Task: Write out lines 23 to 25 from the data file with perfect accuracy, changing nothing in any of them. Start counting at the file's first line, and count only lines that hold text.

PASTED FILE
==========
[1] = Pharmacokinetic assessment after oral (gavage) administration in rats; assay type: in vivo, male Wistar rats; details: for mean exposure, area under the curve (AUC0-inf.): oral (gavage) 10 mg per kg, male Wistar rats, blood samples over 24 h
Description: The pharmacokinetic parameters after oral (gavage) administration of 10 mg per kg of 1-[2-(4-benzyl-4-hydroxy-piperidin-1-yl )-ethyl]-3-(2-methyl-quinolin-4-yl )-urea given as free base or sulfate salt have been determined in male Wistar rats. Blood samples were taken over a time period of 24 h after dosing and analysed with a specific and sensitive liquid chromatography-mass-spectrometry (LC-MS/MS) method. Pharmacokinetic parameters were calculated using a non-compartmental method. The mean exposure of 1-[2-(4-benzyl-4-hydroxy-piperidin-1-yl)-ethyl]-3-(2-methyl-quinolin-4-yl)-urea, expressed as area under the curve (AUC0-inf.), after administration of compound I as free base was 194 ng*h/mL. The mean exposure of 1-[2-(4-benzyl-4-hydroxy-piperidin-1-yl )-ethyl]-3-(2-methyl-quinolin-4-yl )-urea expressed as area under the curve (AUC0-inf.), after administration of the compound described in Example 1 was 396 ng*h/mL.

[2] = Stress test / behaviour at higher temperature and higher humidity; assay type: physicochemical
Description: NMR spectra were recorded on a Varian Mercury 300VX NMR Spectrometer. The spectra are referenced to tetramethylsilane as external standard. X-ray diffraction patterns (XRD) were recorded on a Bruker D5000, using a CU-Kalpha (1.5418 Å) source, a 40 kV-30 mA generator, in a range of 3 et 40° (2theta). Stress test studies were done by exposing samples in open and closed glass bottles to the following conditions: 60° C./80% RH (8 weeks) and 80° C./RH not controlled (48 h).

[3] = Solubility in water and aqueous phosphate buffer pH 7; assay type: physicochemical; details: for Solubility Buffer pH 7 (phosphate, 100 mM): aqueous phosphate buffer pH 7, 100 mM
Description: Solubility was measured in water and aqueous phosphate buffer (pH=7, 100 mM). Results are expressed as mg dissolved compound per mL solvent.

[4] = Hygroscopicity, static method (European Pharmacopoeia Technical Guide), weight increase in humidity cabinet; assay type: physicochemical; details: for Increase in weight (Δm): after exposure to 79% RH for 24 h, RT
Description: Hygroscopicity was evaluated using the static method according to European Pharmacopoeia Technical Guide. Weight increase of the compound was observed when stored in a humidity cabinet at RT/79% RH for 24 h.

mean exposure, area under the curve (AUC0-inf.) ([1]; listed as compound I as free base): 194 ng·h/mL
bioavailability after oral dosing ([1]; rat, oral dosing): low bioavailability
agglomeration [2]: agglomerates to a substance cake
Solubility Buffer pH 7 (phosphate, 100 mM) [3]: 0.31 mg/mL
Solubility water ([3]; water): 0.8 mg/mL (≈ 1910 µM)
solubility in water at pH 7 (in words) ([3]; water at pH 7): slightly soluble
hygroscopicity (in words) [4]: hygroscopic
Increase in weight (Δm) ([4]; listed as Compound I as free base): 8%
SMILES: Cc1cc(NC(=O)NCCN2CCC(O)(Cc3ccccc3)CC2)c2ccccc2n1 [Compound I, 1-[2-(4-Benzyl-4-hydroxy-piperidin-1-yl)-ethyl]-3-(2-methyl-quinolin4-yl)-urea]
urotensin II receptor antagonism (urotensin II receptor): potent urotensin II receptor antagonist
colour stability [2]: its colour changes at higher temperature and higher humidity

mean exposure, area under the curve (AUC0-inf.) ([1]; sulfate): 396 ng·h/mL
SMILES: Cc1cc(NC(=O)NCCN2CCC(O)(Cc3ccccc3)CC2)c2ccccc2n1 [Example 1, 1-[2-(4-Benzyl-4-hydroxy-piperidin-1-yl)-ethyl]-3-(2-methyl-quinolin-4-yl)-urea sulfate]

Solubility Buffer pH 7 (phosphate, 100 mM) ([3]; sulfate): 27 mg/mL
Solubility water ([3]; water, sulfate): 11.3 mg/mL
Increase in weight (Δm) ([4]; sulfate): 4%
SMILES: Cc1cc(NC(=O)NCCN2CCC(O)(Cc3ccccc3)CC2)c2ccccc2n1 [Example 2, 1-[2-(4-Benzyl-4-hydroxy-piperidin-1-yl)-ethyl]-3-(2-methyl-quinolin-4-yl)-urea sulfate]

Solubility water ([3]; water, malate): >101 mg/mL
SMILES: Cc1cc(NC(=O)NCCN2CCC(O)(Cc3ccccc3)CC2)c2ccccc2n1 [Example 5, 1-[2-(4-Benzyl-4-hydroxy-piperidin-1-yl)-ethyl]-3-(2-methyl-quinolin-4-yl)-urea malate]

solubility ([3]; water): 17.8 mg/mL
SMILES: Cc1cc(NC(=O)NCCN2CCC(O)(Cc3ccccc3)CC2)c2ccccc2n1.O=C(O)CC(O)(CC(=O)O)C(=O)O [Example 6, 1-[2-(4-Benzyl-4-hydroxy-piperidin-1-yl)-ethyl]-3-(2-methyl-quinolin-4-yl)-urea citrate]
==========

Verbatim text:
Solubility water ([3]; water, sulfate): 11.3 mg/mL
Increase in weight (Δm) ([4]; sulfate): 4%
SMILES: Cc1cc(NC(=O)NCCN2CCC(O)(Cc3ccccc3)CC2)c2ccccc2n1 [Example 2, 1-[2-(4-Benzyl-4-hydroxy-piperidin-1-yl)-ethyl]-3-(2-methyl-quinolin-4-yl)-urea sulfate]